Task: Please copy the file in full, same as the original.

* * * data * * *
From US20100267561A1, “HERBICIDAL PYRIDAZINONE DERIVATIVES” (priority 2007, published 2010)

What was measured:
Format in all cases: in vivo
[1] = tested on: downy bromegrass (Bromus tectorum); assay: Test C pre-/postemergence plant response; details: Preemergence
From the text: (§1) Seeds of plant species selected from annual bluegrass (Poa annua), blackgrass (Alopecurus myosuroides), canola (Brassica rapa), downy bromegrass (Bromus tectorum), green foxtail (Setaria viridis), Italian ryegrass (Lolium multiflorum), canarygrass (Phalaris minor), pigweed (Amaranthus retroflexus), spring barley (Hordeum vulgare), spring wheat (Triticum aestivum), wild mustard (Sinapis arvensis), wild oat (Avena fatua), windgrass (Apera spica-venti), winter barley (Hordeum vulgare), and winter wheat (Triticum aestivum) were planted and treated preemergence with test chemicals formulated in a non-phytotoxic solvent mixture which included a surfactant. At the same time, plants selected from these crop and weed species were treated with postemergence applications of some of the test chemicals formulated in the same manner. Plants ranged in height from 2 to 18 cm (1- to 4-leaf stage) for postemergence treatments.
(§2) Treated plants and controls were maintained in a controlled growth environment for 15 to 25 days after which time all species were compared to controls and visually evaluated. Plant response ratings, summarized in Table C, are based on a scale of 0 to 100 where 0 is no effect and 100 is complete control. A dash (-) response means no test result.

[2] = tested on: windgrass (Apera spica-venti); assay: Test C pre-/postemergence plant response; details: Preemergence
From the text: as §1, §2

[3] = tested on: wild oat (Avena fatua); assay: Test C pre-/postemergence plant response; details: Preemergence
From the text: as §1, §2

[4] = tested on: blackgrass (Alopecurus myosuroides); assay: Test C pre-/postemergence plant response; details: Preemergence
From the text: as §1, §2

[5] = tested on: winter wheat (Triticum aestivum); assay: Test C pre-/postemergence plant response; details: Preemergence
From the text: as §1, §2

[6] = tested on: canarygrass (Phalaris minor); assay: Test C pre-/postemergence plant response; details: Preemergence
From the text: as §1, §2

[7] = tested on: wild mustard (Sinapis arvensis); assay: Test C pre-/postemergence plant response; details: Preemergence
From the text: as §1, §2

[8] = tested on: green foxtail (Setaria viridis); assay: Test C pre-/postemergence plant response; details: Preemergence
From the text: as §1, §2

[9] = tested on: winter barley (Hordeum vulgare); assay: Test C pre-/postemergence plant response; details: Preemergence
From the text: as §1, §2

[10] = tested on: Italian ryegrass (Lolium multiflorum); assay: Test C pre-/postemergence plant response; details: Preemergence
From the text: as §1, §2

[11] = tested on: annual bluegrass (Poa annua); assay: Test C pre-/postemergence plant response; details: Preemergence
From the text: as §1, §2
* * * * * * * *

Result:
From US20100267561A1, “HERBICIDAL PYRIDAZINONE DERIVATIVES” (priority 2007, published 2010)

What was measured:
Format in all cases: in vivo
[1] = tested on: downy bromegrass (Bromus tectorum); assay: Test C pre-/postemergence plant response; details: Preemergence
From the text: (§1) Seeds of plant species selected from annual bluegrass (Poa annua), blackgrass (Alopecurus myosuroides), canola (Brassica rapa), downy bromegrass (Bromus tectorum), green foxtail (Setaria viridis), Italian ryegrass (Lolium multiflorum), canarygrass (Phalaris minor), pigweed (Amaranthus retroflexus), spring barley (Hordeum vulgare), spring wheat (Triticum aestivum), wild mustard (Sinapis arvensis), wild oat (Avena fatua), windgrass (Apera spica-venti), winter barley (Hordeum vulgare), and winter wheat (Triticum aestivum) were planted and treated preemergence with test chemicals formulated in a non-phytotoxic solvent mixture which included a surfactant. At the same time, plants selected from these crop and weed species were treated with postemergence applications of some of the test chemicals formulated in the same manner. Plants ranged in height from 2 to 18 cm (1- to 4-leaf stage) for postemergence treatments.
(§2) Treated plants and controls were maintained in a controlled growth environment for 15 to 25 days after which time all species were compared to controls and visually evaluated. Plant response ratings, summarized in Table C, are based on a scale of 0 to 100 where 0 is no effect and 100 is complete control. A dash (-) response means no test result.

[2] = tested on: windgrass (Apera spica-venti); assay: Test C pre-/postemergence plant response; details: Preemergence
From the text: as §1, §2

[3] = tested on: wild oat (Avena fatua); assay: Test C pre-/postemergence plant response; details: Preemergence
From the text: as §1, §2

[4] = tested on: blackgrass (Alopecurus myosuroides); assay: Test C pre-/postemergence plant response; details: Preemergence
From the text: as §1, §2

[5] = tested on: winter wheat (Triticum aestivum); assay: Test C pre-/postemergence plant response; details: Preemergence
From the text: as §1, §2

[6] = tested on: canarygrass (Phalaris minor); assay: Test C pre-/postemergence plant response; details: Preemergence
From the text: as §1, §2

[7] = tested on: wild mustard (Sinapis arvensis); assay: Test C pre-/postemergence plant response; details: Preemergence
From the text: as §1, §2

[8] = tested on: green foxtail (Setaria viridis); assay: Test C pre-/postemergence plant response; details: Preemergence
From the text: as §1, §2

[9] = tested on: winter barley (Hordeum vulgare); assay: Test C pre-/postemergence plant response; details: Preemergence
From the text: as §1, §2

[10] = tested on: Italian ryegrass (Lolium multiflorum); assay: Test C pre-/postemergence plant response; details: Preemergence
From the text: as §1, §2

[11] = tested on: annual bluegrass (Poa annua); assay: Test C pre-/postemergence plant response; details: Preemergence
From the text: as §1, §2